Thursday, April 12, 2012

National Poetry Month—Amy Lowell A Little Song

Amy Lowell was a member of the brilliant and accomplished extended Lowell Family.  She was born on February 9, 1874 in Brookline, Massachusetts and raised in a refined and sophisticated home which treasured literature.  She had every exception of a full education, but those hopes were cut short when at the age of 17 she had to leave private school to care for her elderly parents.  From then on, she was the steward of her own education.  

In 1902 thunder struck Lowell’s sheltered life in the person of famed actress Eleanora Duce.  Completely stricken by love and admiration, she wrote her first poem to the actress.  Although they met a couple of times, Amy’s love was destined to be unrequited. 

More poems followed and her career as a writer was launched.  In 1909 another actress, Ada Russell, became the love of her life.  They remained happily together until Amy’s death.  She wrote many poems to or about Ada, including Madonna of the Evening Flowers.  At first she cloaked her romantic feelings, but as time went on, the poems became more openly erotic, most famously her celebration of their first ten years together A Decade. 

After the death of her parents, she purchased their estate and established it as a center for poetry, reigning contentedly there with Ada and her beloved English sheepdogs.  She acted as a patron to many struggling poets, translated the works of others and wrote literary biographies like her two-volume work on John Keats.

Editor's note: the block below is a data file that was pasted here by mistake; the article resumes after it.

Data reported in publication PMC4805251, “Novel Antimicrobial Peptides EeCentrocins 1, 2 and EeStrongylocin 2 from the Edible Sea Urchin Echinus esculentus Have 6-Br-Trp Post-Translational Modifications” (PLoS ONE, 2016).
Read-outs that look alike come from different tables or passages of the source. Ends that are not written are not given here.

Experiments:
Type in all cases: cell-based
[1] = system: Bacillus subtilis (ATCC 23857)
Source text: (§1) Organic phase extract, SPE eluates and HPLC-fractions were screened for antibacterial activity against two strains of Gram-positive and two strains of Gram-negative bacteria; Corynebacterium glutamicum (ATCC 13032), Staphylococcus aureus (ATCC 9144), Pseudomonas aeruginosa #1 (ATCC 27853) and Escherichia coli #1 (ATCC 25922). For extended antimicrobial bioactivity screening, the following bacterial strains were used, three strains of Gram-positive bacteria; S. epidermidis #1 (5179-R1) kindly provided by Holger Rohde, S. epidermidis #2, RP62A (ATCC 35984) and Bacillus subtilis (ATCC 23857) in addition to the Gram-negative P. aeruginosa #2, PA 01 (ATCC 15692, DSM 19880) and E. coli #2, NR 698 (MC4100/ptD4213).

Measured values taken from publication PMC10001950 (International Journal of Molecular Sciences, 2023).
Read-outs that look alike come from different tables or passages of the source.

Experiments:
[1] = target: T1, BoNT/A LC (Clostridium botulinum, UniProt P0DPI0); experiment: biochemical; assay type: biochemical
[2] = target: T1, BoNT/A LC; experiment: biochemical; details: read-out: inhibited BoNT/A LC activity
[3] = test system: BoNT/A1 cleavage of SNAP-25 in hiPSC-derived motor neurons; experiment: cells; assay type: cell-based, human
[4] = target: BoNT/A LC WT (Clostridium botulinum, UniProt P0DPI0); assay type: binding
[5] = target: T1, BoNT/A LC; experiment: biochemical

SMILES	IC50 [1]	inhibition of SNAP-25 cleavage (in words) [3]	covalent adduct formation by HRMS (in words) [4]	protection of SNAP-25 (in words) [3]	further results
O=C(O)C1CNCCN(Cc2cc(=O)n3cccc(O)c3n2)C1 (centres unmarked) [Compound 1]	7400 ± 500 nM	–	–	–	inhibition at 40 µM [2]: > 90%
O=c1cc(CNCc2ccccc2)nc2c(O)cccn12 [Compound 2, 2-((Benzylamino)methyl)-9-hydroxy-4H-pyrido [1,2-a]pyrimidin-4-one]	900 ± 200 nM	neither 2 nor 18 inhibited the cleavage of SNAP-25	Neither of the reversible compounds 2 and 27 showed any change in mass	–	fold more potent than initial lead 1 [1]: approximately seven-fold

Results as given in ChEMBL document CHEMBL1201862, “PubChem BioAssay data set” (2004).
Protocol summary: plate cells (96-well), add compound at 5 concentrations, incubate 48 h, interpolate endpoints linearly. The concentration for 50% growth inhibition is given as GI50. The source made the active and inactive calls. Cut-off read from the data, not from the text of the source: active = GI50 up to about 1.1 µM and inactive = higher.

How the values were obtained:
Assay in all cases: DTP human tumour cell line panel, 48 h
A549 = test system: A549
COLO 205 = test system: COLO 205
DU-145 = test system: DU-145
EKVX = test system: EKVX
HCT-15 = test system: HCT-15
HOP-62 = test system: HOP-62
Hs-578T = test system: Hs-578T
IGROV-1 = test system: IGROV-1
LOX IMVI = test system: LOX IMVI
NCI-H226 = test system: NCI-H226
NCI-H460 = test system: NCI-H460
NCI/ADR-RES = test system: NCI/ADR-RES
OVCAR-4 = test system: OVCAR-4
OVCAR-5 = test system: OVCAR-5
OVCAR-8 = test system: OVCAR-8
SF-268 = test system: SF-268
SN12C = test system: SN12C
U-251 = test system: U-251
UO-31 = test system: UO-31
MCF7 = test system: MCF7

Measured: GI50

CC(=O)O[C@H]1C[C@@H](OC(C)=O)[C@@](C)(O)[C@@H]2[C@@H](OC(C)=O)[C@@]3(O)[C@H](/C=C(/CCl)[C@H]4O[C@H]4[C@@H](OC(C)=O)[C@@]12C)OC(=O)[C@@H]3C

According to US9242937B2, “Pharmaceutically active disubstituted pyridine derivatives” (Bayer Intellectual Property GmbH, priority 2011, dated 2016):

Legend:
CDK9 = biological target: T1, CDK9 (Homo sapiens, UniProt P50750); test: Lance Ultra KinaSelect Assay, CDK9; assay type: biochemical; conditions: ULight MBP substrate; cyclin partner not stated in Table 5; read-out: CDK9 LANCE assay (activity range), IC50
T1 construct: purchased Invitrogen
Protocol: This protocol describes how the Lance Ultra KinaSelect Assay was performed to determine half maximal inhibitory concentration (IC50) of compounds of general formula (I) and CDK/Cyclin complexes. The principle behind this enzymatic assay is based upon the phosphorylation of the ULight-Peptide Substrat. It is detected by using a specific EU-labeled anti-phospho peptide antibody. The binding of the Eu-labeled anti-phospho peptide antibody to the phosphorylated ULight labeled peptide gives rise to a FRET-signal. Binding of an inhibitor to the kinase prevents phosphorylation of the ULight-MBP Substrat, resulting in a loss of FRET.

Lowell became best known for her sponsorship of the Imagist movement in the United States.  She noted similarities between her own work the English poet Hilda Doolittle (H.D.)  She traveled to Britain and became immersed in the Imagist movement there, returning to the United States to spread the gospel. 

The eccentric American exile Ezra Pound was the self-proclaimed leader of the movement and bitterly resented Amy’s role in its spread.  Typically, he devoted enormous energy to denouncing her and tagging her American Imagist movement as Amygisme.  The attendant controversy only raised Lowell’s prestige among American poets. 

She was more bothered by criticism of her lesbianism, mannish attire, and even her obesity.  She was especially stung by denunciations the priggish banned-in-Boston crowd, her own Brahman class of Unitarians.  She almost severed relations with her faith tradition over the slights, but instead defiantly endowed a window in her home church upon her death.  She also deeply resented being considered a dilettante because she was a woman and an heiress.  She never lived to see complete acceptance as a poet.  In 1926, a year after her death, she was posthumously awarded the Pulitzer Prize for Poetry for her book What’s O’Clock.

A Little Song

When you, my Dear, are away, away,
How wearily goes the creeping day.
A year drags after morning, and night
Starts another year of candle light.
O Pausing Sun and Lingering Moon!
Grant me, I beg of you, this boon.

Whirl round the earth as never sun
Has his diurnal journey run.
And, Moon, slip past the ladders of air
In a single flash, while your streaming hair
Catches the stars and pulls them down
To shine on some slumbering Chinese town.
O Kindly Sun! Understanding Moon!
Bring evening to crowd the footsteps of noon.

But when that long awaited day
Hangs ripe in the heavens, your voyaging stay.
Be morning, O Sun! with the lark in song,
Be afternoon for ages long.
And, Moon, let you and your lesser lights
Watch over a century of nights.
—Amy Lowell

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